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Systemic lupus erythematosus (SLE) is a chronic inflammatory autoimmune disease in which the immune system will attack any part of the body. Affected structures can include the skin, joints, blood vessels, and the kidneys. (Magill’s Medical Guide, Beattie, 2013).

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Multiple types of lupus exist, including drug-induced and discoid lupus. Drug-induced lupus occurs via prescription medications, while discoid lupus affects the skin. These types of lupus are different than SLE.

The cause of SLE is unknown, though a limited genetic component may be involved. Environmental factors may also contribute to lupus, including exposure to infection via the Epstein-Barr virus, UV light exposure, extreme stress, use of penicillin and sulfa drugs, and history of Celiac disease. (Beattie, 2013).  Lupus can develop, but often dissipates after discontinuation of the medication, after taking hydralazine, procainamide, isoniazid, and oral contraceptives. (Beattie, 2013).

The people affected most by lupus include Africans, American Indians, Asians, and Hispanics, all of whom have a three to four times greater chance of developing lupus compared to Caucasians. (Beattie, 2013) Men and women are both affected, but the incidence in women is twelve times greater than in men. (Beattie, 2013). 

The key physiologic issue associated with SLE is production of autoantibodies, in different quantities depending on the person. This causes symptoms to vary from person to person, which can make diagnosis very difficult. Typical symptoms of SLE include fever, tiredness, anemia, weight loss, feeling of numbing and coldness of the extremities (Raynaud’s phenomenon), and headaches. (Beattie, 2013). Most people with lupus experience joint pain, which is usually one of the first signs of the condition, though it is not constant and does not typically have permanent effects on joints.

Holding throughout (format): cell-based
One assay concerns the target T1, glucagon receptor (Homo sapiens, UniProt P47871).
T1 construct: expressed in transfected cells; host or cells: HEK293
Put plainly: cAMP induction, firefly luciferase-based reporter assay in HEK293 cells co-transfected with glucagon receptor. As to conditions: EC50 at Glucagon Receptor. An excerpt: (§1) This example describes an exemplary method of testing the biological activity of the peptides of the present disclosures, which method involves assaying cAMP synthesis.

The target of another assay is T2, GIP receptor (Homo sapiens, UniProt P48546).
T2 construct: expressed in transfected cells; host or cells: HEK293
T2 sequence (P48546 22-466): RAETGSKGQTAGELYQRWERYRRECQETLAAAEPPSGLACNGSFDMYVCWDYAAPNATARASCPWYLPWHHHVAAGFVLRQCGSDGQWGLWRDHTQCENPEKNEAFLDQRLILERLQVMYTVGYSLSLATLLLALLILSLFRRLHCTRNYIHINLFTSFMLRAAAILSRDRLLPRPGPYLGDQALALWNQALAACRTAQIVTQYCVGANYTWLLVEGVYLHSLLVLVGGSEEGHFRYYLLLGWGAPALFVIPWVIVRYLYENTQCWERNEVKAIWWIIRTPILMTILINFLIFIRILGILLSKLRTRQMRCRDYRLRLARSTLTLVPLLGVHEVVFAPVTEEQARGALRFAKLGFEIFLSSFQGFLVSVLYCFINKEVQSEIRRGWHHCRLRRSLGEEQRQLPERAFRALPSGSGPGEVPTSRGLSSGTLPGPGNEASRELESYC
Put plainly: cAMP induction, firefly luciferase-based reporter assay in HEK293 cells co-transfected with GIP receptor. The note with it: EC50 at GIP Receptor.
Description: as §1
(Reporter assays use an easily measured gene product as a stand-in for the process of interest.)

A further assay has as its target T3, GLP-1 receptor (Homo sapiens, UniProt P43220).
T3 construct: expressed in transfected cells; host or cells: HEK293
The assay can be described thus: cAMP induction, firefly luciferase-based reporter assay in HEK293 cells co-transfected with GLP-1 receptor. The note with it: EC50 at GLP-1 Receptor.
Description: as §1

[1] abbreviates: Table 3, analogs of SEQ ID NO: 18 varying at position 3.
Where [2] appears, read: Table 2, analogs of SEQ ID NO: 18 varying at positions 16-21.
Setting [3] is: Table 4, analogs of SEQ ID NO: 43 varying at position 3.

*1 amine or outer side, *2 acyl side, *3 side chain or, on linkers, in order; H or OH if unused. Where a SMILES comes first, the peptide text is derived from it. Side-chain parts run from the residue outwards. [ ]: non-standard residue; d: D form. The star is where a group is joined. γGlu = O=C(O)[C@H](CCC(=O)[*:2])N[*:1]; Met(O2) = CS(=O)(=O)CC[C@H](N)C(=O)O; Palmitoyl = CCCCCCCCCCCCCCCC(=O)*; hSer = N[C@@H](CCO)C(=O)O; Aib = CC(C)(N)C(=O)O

Other clinical signs of lupus are malar rash (also known as butterfly rash), discoid skin rashes, red hands, fingers, and nails, and ulcerations of the mucous membranes in the nose and mouth. (Beattie, 2013). Photosensitivity can also occur. Additionally, patients with lupus can experience frequent lung sac and heart inflammation, which can lead to chest pain or discomfort after a deep breath. Life threatening conditions like bleeding into the lungs or heart failure rarely occur. Possible neurologic issues include headaches, changes in personality, seizures, stroke, depression, and dementia. (Beattie, 2013). If the kidneys are involved, severe nephritis can develop slowly or rapidly and cause death. When the eyes are affected, blurred vision can occur and, in rare cases, retinitis can progress into blindness if left untreated.

Lupus is not easily diagnosed due to it having a variety of presentations and symptoms that may appear similar to other diseases and conditions. A single test for lupus does not exist, and multiple specialists are often required to perform a series of tests and produce a differential diagnosis in order to be properly diagnosed. The American College of Rheumatology has stated that a patient can be positively diagnosed with lupus if they have at least four of the following eleven signs and symptoms: malar/butterfly rash, discoid rash, photosensitivity, oral ulcers, serous tissue inflammation, renal disorders, neurologic disorders, hematologic disorders, immunologic disorders, and the presence of antinuclear antibodies. (Beattie, 2013).